Photoshop Lesser Known Text and Paragraph Features
I use a lot of text in my Photoshop workflow, I confess I’m a font-a-holic but it can be a bit frustrating until you know some of the ‘hidden’ features that make it oh so easy.
Place Holder Text
Photoshop CS6 added a great feature for those mocking up print documents or websites, Paste Lorum Ipsum.
Lorum Ipsum is a standard text that designers use to indicate that ‘text will go here’, these indications are known as placeholder text. In the past we’d have to scurry off to another application or website to grab this text but in Photoshop CCS6 it was introduced as a menu item.
Just draw out the text box of your desired size and position and choose Type > Paste Lorum Ipsum from the menu.
We all have our pet peeves and hyphens is one of mine. I don’t know why they aggravate me like they do, they just do. So where possible I try to avoid them.
Photoshop has hyphenate on as default but you can quickly turn this off or change it behaviours.
In the Paragraph palette (View>Paragraph) there’s a check box. Unchecking this will force Photoshop to rearrange the text without a hyphen.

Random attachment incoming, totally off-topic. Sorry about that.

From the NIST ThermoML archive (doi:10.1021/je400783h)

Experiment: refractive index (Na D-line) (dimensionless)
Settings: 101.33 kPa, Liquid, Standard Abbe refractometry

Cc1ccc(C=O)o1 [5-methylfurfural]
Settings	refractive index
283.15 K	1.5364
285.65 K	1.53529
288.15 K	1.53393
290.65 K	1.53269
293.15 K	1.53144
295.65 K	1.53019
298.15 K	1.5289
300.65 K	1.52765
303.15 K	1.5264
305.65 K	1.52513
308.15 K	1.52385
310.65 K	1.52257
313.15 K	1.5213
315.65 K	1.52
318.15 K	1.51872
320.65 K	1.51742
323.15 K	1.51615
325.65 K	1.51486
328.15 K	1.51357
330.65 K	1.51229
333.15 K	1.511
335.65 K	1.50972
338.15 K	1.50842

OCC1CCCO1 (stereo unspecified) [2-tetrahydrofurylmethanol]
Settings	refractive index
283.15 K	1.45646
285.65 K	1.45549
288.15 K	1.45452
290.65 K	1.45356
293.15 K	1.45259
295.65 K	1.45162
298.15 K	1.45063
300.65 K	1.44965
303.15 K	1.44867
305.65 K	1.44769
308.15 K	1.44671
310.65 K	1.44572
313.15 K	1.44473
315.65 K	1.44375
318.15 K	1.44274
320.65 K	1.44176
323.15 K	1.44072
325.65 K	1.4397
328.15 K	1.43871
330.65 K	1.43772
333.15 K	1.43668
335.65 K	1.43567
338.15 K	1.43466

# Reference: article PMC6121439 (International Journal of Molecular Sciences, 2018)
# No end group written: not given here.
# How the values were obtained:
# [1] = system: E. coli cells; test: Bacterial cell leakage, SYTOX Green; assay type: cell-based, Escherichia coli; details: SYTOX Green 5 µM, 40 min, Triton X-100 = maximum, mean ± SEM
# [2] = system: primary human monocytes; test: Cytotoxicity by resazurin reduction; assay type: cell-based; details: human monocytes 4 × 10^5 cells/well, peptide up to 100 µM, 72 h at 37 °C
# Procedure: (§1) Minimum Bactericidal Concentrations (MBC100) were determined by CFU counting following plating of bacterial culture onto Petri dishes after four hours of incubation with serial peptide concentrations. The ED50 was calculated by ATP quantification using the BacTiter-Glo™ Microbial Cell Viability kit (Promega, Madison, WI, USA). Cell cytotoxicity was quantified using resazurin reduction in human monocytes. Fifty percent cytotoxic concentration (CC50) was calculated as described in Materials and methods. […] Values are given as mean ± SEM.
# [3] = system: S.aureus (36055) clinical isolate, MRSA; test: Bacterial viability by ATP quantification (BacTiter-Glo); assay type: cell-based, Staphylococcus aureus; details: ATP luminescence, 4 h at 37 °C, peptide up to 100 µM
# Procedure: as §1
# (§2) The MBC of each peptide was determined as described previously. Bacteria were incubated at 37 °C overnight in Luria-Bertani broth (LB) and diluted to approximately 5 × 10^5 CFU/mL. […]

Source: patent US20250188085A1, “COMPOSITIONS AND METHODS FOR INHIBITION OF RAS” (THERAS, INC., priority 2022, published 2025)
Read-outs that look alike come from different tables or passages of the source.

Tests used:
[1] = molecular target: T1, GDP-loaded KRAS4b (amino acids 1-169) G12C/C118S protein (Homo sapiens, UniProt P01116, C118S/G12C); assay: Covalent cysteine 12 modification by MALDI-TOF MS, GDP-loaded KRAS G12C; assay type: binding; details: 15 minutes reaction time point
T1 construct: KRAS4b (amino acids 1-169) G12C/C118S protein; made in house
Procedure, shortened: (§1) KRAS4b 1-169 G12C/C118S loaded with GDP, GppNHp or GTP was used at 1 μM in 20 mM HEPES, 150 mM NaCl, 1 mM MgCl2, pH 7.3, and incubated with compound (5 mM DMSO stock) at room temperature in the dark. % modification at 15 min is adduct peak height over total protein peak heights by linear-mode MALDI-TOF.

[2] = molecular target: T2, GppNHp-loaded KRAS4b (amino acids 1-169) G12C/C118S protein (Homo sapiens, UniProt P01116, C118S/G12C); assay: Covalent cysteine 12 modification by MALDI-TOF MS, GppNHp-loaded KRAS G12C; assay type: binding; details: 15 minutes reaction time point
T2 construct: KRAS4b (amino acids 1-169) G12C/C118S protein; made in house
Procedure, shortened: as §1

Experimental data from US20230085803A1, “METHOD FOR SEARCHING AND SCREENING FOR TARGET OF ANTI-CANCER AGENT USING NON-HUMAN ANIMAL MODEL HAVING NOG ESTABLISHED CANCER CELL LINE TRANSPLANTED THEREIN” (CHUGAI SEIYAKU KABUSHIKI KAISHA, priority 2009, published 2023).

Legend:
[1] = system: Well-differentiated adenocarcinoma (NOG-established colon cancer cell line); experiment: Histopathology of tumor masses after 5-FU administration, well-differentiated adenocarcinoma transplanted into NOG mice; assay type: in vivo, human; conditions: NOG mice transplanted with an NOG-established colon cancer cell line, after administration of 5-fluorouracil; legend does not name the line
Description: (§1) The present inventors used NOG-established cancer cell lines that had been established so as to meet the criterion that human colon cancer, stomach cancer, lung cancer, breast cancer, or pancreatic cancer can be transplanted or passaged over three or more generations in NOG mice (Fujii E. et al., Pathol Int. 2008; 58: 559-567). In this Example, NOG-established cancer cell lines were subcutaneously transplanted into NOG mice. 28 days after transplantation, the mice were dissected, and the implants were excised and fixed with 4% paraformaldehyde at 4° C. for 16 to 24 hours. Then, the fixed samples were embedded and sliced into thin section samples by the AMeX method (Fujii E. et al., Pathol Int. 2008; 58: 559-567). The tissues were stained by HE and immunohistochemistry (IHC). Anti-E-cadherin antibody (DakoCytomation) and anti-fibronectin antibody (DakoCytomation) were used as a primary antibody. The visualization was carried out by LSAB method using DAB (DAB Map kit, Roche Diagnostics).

Sometimes however we need hyphens to make our text flow or fill a space nicely and Photoshop gives us control over its decision making.
Click the fly-out menu button in the top right of the palette and choose Hyphenation from the menu.
We’re now given a set of choices that directly control Photoshop’s decision making when it wants to hyphenate.
We can, for example, force it to only hyphenate longer words, the default is 5 but we might want to up that to 7 or eight. We can also force it to have a minimum number of characters before and after the hyphen, and then there’s my personal favourite Hyphen Limit. I like to think of it as my compromise box, ok Photoshop, hyphenate but just the once or as the default here, twice,
Roman Hanging Punctuation
This is a small, seemingly insignificant menu item but it can change the flow and look of your text. Selecting this from the fly out menu tells Photoshop that punctuation can ‘hang’ outside the paragraph. So;
With the menu item off (above) the full stop sits within the frame and the justification of the text. With it turned off (below) it sits outside and it is the text that is justified to the right.
These are small changes but can alter dramatically the overall ‘feel’ to your piece,
Hope this helps!
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Top tips Eric! The type tool in Photoshop is something I’ve always been wary of, mainly because of the 3+ seconds it takes to activate – these additions are very handy indeed, especially the Lipsum generator for web designers. Thank you!
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I never knew how much text could be manipulated in Photoshop. I’ve always gone to InDesign and the pasted it in. Thanks for the info!